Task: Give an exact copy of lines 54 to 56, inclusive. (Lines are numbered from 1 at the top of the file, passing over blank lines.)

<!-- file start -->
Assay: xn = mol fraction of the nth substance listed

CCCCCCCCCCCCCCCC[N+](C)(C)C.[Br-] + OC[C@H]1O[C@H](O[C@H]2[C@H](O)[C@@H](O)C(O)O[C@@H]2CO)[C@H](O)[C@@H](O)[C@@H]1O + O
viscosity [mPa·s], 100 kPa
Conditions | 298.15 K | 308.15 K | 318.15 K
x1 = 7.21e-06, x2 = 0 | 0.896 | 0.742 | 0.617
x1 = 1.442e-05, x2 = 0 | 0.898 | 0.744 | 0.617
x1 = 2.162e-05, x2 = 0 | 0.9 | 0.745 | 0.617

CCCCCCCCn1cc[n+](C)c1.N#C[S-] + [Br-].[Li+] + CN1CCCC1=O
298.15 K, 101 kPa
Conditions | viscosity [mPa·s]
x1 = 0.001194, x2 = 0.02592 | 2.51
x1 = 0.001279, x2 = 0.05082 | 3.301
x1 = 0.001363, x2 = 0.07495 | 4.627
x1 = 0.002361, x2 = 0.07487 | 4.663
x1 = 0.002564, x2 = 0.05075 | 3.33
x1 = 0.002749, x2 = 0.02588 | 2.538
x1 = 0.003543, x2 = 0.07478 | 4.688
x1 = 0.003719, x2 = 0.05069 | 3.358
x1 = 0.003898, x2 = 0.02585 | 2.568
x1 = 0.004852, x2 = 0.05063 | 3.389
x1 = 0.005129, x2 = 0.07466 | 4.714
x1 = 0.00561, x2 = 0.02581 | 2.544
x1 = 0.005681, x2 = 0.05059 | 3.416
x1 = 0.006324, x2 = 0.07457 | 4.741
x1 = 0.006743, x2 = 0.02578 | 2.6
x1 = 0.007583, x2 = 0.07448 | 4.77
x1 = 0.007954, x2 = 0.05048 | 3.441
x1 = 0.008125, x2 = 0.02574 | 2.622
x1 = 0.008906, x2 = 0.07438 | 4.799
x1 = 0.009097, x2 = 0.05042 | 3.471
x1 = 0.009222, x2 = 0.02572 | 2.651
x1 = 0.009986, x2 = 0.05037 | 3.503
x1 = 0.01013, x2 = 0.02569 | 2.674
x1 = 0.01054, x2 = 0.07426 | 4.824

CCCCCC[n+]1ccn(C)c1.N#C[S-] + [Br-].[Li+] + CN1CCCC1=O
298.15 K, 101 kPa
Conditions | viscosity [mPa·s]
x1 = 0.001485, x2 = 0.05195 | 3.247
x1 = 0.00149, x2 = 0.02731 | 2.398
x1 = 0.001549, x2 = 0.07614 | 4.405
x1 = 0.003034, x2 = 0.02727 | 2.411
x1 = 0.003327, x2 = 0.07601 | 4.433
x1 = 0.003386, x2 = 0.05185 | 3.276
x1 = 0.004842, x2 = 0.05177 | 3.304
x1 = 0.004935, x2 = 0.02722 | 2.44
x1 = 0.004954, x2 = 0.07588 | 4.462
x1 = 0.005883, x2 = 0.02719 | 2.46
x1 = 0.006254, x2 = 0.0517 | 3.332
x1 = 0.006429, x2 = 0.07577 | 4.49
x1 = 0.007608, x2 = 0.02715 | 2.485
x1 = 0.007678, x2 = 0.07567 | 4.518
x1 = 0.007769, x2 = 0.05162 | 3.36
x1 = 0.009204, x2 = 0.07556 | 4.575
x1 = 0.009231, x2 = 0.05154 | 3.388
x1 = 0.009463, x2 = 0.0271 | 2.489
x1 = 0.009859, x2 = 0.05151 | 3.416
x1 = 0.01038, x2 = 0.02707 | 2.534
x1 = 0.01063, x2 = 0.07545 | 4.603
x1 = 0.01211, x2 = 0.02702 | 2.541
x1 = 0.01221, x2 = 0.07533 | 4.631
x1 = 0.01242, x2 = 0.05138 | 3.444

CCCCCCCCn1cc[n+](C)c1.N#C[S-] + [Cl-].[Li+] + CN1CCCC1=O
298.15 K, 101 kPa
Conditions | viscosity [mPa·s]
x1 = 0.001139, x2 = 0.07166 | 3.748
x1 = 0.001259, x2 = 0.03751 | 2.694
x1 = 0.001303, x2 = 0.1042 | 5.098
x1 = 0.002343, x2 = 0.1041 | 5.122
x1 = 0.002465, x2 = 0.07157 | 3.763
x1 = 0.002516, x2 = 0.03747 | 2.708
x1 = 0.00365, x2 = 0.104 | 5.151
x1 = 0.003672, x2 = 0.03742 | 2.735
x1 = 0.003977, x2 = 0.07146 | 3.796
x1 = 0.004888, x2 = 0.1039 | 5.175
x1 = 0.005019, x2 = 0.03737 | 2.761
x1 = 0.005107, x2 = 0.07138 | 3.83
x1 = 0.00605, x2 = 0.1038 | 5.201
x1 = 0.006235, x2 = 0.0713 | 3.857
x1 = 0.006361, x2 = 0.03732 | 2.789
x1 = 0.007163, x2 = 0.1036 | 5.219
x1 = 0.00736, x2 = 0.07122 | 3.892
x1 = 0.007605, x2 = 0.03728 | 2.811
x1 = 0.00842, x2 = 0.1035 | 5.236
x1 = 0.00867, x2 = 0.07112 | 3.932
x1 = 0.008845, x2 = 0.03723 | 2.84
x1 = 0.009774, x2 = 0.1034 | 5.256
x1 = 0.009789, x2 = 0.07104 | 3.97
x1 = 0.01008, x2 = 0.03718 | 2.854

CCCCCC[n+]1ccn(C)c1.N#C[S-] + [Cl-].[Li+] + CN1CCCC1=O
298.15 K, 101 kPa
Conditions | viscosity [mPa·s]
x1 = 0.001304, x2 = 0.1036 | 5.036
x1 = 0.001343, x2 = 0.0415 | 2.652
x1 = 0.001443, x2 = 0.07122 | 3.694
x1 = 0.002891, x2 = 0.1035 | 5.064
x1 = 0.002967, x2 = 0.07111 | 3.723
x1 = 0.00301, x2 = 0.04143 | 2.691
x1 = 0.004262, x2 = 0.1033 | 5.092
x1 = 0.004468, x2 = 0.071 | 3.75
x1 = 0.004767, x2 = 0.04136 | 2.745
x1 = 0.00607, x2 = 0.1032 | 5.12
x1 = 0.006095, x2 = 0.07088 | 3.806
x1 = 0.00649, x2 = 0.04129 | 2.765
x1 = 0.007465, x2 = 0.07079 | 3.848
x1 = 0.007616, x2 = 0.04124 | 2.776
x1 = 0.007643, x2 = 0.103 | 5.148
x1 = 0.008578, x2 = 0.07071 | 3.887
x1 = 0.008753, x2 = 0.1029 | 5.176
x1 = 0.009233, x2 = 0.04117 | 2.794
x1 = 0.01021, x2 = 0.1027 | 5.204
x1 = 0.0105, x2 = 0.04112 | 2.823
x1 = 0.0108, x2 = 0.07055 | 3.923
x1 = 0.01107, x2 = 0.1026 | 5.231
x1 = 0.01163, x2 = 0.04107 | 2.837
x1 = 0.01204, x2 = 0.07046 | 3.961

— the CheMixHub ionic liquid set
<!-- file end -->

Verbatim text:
x1 = 0.009231, x2 = 0.05154 | 3.388
x1 = 0.009463, x2 = 0.0271 | 2.489
x1 = 0.009859, x2 = 0.05151 | 3.416